Review: 2010 Range Rover Sport Supercharged brings the adventure home
Despite enduring a string of financial hardships, Land Rover still enjoys one of the clearest and most robust brand identities in the automotive kingdom. The English automaker has held the same core values since the company's first off-roader was created by Maurice Wilks in 1948. Wilks reportedly designed the first Land Rover to emulate a Jeep he had driven, and the first Land Rover prototype actually utilized a chassis borrowed from that legendary American off-roader. And much like Jeep, when you think of Land Rover, the words rugged, purpose-built, and capable are sure to come to mind, but the two storied marques part company when it comes to luxury amenities. England's four-wheeling pride and joy can be found in places like Africa, the Middle East, Australia's Outback and as well as the ritziest precincts of Beverly Hills and Monte Carlo.
While the core identity of Land Rover hasn't deviated much over the years, its product lineup has grown substantially. After Ford purchased Land Rover from BMW in 2000, the brand added the supremely capable LR4 and Range Rover Sport to a struggling lineup. The Sport traces its looks and name to the top-end Range Rover model, but its underpinnings are actually based on the LR4, with an integrated bodyframe semi-monocoque construction for a combination of rough and ready off-roading and good noise isolation characteristics.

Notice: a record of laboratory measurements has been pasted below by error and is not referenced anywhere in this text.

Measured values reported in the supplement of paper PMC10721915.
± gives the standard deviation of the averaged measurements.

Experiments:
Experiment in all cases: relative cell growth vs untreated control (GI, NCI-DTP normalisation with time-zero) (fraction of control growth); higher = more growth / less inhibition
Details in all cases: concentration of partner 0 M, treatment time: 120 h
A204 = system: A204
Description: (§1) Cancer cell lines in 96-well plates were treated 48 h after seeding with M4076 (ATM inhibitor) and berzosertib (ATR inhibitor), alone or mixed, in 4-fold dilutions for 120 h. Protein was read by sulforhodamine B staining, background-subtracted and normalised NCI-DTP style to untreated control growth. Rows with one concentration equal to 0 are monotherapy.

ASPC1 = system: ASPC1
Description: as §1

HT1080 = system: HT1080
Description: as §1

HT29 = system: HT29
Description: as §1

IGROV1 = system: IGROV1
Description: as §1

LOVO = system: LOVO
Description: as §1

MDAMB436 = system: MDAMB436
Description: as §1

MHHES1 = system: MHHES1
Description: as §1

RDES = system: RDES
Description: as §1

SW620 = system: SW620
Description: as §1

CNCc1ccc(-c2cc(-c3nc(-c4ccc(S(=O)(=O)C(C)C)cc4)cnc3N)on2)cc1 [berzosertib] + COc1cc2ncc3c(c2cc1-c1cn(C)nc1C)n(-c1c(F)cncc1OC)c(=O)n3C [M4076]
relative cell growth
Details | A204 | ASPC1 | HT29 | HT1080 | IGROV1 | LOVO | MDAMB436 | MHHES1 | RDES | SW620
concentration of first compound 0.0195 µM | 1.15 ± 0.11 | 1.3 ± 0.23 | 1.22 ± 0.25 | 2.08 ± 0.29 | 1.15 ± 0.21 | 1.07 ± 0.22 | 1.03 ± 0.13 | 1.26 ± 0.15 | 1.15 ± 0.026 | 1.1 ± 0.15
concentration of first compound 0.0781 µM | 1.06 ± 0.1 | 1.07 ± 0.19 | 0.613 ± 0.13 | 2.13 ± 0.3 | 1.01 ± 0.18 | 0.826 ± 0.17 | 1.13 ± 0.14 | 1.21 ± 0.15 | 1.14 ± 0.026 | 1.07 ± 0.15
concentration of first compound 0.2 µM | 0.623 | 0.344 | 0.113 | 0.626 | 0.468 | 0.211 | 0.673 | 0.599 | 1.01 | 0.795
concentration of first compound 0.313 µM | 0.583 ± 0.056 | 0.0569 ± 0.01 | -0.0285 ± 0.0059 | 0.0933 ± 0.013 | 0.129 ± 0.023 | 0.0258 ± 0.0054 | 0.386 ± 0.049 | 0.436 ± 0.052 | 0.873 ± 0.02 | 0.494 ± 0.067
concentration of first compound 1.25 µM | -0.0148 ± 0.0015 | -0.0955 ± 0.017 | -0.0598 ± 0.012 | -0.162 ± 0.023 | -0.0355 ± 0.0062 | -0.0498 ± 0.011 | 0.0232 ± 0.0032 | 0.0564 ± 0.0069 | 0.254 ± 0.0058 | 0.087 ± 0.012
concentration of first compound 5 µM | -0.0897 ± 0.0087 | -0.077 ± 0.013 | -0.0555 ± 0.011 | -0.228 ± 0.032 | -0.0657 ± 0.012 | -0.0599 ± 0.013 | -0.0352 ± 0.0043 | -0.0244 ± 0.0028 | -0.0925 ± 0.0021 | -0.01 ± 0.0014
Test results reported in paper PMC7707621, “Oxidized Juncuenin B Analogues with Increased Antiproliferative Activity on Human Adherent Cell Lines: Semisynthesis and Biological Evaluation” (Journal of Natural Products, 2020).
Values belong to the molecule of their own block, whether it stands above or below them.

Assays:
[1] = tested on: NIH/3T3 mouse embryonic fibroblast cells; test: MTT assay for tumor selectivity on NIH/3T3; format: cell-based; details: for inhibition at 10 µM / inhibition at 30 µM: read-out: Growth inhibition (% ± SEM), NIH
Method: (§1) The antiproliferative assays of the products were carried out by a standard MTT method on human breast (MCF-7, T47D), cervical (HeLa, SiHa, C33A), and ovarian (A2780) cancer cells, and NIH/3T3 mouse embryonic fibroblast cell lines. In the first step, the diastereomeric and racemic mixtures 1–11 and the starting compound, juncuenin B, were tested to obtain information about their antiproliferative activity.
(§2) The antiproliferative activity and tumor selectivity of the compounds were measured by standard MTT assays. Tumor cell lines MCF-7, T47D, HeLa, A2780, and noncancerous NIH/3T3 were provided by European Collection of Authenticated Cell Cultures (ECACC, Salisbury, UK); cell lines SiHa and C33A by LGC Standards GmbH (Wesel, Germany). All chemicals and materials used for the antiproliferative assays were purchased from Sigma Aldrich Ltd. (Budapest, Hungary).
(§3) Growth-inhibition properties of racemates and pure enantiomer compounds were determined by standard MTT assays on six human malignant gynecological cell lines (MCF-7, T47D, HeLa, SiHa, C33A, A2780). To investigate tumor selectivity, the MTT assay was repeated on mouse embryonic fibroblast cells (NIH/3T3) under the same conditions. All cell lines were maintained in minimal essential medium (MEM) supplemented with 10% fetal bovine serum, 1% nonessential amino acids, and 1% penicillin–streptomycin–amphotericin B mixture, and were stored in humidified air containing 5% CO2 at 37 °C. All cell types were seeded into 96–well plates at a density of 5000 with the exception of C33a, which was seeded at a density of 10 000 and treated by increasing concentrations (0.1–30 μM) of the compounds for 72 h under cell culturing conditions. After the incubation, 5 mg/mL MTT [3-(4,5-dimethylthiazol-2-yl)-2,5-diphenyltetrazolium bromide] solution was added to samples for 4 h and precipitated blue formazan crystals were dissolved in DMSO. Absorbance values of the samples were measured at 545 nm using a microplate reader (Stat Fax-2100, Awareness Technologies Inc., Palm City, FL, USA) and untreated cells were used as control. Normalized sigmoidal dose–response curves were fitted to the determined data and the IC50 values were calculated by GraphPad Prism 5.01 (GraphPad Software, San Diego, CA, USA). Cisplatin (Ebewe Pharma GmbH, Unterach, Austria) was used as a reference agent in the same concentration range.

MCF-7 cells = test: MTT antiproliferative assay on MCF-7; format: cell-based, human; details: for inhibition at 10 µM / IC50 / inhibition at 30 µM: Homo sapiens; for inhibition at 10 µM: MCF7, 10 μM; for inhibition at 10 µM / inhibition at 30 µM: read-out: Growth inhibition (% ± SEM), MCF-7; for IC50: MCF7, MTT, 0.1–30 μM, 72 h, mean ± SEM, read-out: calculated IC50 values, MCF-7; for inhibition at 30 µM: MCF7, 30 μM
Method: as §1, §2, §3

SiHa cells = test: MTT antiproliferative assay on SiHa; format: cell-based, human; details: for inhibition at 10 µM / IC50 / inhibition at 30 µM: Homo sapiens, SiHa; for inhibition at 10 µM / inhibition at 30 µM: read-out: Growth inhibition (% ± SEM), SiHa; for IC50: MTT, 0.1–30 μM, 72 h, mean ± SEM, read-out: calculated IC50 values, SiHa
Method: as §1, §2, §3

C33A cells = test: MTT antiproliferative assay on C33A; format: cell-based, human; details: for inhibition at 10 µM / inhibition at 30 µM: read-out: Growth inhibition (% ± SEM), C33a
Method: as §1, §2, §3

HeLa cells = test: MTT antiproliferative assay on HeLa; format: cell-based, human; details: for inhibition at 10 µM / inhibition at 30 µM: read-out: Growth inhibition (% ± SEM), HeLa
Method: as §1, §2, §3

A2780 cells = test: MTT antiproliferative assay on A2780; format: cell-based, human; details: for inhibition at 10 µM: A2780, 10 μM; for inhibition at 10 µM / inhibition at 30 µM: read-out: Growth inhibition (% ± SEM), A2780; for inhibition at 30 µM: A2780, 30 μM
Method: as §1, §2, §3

The sportiest of Range Rovers has been a solid entry in the luxury mountain climbing segment for a half-decade, but the folks at Land Rover have given the Sport a very thorough update for 2010 to help it live up to fast and flashy new competitors like the Porsche Cayenne and BMW's X5/X6 M twins. We were able to get our hands on a new 2010 Range Rover Sport with the company's new Jaguar-derived supercharged 5.0-liter V8 to see if it's as accomplished on paved streets as it is off-road. Hit the jump to see if it's still our cup of tea.